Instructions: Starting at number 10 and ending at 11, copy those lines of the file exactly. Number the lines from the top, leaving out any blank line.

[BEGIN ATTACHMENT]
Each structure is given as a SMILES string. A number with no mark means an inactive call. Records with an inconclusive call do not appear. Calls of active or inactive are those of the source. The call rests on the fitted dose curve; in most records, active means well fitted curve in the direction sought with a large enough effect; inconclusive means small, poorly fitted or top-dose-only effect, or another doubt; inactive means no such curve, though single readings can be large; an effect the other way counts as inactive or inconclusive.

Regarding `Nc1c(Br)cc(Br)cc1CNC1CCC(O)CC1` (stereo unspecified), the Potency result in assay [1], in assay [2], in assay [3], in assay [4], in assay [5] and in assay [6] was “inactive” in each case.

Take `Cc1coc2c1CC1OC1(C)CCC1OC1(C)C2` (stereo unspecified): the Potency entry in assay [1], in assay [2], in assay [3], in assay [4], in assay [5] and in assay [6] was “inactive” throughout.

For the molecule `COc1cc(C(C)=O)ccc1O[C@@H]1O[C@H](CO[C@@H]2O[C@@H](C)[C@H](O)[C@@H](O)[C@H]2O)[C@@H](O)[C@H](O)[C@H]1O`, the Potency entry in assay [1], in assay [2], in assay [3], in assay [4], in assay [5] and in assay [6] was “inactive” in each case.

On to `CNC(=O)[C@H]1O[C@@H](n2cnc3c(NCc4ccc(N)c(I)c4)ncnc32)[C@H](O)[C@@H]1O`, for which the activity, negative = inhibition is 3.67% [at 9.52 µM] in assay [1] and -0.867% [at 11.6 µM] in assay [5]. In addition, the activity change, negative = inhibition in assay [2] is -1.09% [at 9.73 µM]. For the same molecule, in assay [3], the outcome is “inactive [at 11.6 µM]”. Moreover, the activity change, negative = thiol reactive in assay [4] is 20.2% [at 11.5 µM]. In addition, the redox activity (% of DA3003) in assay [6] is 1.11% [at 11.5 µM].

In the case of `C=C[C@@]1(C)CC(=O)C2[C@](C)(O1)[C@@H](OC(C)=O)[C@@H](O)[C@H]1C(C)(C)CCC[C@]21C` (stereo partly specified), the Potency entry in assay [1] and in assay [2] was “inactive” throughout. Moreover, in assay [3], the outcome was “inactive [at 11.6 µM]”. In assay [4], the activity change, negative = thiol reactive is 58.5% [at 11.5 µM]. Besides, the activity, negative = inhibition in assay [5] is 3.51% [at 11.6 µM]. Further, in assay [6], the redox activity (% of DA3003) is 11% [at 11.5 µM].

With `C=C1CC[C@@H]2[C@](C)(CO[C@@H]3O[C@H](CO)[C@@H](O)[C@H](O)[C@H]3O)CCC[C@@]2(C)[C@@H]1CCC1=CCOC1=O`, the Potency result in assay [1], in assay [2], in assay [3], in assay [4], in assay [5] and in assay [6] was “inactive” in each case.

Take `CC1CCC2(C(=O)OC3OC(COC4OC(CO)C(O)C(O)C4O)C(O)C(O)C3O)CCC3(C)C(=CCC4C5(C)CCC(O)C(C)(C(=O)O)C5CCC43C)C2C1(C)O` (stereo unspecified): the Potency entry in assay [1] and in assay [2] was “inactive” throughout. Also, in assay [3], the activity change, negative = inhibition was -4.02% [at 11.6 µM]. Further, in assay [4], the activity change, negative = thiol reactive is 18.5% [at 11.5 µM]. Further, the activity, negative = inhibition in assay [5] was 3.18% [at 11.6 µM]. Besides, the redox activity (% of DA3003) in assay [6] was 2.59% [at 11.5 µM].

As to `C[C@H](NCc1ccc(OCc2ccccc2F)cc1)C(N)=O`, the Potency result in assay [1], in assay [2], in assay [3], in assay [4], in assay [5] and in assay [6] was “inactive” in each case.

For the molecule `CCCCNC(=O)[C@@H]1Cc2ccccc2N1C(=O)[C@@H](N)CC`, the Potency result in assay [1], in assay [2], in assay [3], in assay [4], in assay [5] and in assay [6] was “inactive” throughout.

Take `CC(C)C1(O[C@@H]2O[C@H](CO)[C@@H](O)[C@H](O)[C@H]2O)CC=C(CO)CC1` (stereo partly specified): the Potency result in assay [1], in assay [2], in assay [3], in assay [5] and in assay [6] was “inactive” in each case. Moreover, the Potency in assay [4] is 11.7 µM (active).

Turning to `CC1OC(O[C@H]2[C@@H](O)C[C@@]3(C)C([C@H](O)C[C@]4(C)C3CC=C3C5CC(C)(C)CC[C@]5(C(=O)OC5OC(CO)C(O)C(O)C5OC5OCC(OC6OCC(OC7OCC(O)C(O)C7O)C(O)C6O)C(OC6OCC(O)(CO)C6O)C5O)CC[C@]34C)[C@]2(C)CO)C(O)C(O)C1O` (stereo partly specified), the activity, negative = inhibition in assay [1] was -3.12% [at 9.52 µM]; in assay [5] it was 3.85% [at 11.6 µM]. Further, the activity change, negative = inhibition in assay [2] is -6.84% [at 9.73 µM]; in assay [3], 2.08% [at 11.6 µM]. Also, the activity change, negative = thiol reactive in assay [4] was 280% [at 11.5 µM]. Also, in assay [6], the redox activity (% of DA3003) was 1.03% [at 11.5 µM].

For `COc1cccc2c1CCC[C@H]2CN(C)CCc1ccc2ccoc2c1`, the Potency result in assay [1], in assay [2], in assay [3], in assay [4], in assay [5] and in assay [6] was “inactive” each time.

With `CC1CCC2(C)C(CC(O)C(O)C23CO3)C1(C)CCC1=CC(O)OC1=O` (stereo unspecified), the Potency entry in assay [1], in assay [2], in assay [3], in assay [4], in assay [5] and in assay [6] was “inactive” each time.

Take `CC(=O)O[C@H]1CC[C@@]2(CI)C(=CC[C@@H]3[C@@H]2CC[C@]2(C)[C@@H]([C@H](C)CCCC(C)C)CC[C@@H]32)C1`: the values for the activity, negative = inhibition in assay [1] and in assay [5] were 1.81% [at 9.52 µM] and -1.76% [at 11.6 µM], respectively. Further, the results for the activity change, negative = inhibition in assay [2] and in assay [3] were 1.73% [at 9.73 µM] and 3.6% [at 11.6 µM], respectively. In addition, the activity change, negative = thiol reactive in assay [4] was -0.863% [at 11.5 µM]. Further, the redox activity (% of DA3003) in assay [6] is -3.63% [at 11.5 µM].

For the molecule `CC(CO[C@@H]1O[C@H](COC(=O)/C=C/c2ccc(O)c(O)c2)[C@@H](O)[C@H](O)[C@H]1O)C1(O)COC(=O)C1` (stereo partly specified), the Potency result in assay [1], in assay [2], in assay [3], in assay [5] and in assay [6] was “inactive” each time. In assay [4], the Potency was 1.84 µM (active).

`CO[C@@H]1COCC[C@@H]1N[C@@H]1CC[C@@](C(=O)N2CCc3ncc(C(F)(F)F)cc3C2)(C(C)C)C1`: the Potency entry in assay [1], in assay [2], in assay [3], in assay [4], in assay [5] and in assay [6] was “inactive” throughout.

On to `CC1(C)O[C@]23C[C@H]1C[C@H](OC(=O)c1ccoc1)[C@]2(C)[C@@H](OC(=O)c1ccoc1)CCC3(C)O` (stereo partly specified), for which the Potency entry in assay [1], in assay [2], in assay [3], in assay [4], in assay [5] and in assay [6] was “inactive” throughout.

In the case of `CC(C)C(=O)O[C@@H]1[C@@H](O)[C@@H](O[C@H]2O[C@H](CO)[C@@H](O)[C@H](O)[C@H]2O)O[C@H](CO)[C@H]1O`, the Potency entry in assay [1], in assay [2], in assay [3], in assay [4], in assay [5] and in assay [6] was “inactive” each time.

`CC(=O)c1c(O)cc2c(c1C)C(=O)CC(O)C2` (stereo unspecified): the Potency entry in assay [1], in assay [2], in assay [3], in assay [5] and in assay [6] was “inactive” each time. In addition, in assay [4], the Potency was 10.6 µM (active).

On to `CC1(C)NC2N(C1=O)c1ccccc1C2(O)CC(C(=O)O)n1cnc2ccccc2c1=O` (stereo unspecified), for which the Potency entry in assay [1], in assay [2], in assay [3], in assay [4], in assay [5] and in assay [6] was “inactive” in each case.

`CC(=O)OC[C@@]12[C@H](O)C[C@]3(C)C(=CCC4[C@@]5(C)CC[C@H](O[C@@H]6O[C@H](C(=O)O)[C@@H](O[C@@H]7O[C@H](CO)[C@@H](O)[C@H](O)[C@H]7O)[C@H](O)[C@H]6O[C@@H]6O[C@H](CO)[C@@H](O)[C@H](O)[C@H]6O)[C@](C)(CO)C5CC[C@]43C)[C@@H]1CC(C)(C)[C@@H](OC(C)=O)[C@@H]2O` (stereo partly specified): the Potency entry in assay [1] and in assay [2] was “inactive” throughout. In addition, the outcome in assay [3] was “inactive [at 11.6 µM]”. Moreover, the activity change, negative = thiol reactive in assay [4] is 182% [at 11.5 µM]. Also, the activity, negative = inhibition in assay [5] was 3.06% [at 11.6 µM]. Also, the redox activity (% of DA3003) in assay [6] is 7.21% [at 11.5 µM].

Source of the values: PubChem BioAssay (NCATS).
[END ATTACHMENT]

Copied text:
For the molecule `CCCCNC(=O)[C@@H]1Cc2ccccc2N1C(=O)[C@@H](N)CC`, the Potency result in assay [1], in assay [2], in assay [3], in assay [4], in assay [5] and in assay [6] was “inactive” throughout.

Take `CC(C)C1(O[C@@H]2O[C@H](CO)[C@@H](O)[C@H](O)[C@H]2O)CC=C(CO)CC1` (stereo partly specified): the Potency result in assay [1], in assay [2], in assay [3], in assay [5] and in assay [6] was “inactive” in each case. Moreover, the Potency in assay [4] is 11.7 µM (active).